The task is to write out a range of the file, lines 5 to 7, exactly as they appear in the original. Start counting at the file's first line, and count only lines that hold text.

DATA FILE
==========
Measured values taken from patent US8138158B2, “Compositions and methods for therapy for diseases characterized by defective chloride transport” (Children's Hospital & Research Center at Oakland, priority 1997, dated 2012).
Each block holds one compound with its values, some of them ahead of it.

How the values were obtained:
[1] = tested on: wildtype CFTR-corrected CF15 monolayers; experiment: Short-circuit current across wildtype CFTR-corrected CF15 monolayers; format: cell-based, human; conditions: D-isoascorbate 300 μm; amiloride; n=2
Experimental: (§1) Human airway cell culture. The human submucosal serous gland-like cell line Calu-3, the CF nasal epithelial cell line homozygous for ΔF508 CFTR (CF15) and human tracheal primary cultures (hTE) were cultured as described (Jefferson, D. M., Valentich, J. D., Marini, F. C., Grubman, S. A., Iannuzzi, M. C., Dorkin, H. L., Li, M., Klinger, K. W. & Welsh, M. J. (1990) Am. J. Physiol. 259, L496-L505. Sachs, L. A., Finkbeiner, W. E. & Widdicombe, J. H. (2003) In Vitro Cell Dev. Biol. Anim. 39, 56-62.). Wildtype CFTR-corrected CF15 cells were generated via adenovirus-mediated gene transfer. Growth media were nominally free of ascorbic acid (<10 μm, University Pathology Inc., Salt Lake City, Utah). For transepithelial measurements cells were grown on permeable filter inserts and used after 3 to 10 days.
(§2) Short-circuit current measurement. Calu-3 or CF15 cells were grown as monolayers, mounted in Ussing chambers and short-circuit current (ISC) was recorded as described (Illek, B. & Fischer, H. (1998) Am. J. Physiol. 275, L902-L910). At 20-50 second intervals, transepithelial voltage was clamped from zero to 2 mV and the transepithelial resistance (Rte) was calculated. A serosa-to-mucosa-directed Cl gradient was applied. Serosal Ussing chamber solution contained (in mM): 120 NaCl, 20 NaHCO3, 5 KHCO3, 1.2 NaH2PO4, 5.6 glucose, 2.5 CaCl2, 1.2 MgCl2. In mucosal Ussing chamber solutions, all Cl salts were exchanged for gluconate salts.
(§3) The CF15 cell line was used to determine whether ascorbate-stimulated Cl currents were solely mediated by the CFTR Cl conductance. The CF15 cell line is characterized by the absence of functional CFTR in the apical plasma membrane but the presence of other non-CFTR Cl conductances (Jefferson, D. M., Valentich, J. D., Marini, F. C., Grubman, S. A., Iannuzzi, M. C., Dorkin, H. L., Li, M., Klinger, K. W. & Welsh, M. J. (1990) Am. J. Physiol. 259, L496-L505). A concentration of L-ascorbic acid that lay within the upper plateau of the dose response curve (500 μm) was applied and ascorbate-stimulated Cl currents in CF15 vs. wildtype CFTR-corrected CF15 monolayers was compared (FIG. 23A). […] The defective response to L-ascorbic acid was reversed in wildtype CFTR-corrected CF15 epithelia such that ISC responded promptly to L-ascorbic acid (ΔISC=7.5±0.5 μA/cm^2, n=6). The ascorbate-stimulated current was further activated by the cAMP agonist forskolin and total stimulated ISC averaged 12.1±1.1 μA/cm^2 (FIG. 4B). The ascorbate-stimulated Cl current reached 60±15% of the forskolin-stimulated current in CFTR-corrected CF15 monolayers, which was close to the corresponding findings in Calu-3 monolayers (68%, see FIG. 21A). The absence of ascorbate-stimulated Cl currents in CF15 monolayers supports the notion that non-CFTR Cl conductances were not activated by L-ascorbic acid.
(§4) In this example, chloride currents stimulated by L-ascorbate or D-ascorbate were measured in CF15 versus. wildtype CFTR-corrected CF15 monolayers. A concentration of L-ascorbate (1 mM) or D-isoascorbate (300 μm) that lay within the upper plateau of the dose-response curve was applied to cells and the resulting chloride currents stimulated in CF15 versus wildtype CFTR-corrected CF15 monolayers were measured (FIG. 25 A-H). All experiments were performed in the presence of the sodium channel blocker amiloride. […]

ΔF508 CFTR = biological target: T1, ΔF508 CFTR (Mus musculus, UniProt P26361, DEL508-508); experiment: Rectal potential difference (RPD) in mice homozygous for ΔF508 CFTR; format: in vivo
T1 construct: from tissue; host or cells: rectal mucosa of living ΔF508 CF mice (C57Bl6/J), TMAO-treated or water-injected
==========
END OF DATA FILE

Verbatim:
Experimental: (§1) Human airway cell culture. The human submucosal serous gland-like cell line Calu-3, the CF nasal epithelial cell line homozygous for ΔF508 CFTR (CF15) and human tracheal primary cultures (hTE) were cultured as described (Jefferson, D. M., Valentich, J. D., Marini, F. C., Grubman, S. A., Iannuzzi, M. C., Dorkin, H. L., Li, M., Klinger, K. W. & Welsh, M. J. (1990) Am. J. Physiol. 259, L496-L505. Sachs, L. A., Finkbeiner, W. E. & Widdicombe, J. H. (2003) In Vitro Cell Dev. Biol. Anim. 39, 56-62.). Wildtype CFTR-corrected CF15 cells were generated via adenovirus-mediated gene transfer. Growth media were nominally free of ascorbic acid (<10 μm, University Pathology Inc., Salt Lake City, Utah). For transepithelial measurements cells were grown on permeable filter inserts and used after 3 to 10 days.
(§2) Short-circuit current measurement. Calu-3 or CF15 cells were grown as monolayers, mounted in Ussing chambers and short-circuit current (ISC) was recorded as described (Illek, B. & Fischer, H. (1998) Am. J. Physiol. 275, L902-L910). At 20-50 second intervals, transepithelial voltage was clamped from zero to 2 mV and the transepithelial resistance (Rte) was calculated. A serosa-to-mucosa-directed Cl gradient was applied. Serosal Ussing chamber solution contained (in mM): 120 NaCl, 20 NaHCO3, 5 KHCO3, 1.2 NaH2PO4, 5.6 glucose, 2.5 CaCl2, 1.2 MgCl2. In mucosal Ussing chamber solutions, all Cl salts were exchanged for gluconate salts.
(§3) The CF15 cell line was used to determine whether ascorbate-stimulated Cl currents were solely mediated by the CFTR Cl conductance. The CF15 cell line is characterized by the absence of functional CFTR in the apical plasma membrane but the presence of other non-CFTR Cl conductances (Jefferson, D. M., Valentich, J. D., Marini, F. C., Grubman, S. A., Iannuzzi, M. C., Dorkin, H. L., Li, M., Klinger, K. W. & Welsh, M. J. (1990) Am. J. Physiol. 259, L496-L505). A concentration of L-ascorbic acid that lay within the upper plateau of the dose response curve (500 μm) was applied and ascorbate-stimulated Cl currents in CF15 vs. wildtype CFTR-corrected CF15 monolayers was compared (FIG. 23A). […] The defective response to L-ascorbic acid was reversed in wildtype CFTR-corrected CF15 epithelia such that ISC responded promptly to L-ascorbic acid (ΔISC=7.5±0.5 μA/cm^2, n=6). The ascorbate-stimulated current was further activated by the cAMP agonist forskolin and total stimulated ISC averaged 12.1±1.1 μA/cm^2 (FIG. 4B). The ascorbate-stimulated Cl current reached 60±15% of the forskolin-stimulated current in CFTR-corrected CF15 monolayers, which was close to the corresponding findings in Calu-3 monolayers (68%, see FIG. 21A). The absence of ascorbate-stimulated Cl currents in CF15 monolayers supports the notion that non-CFTR Cl conductances were not activated by L-ascorbic acid.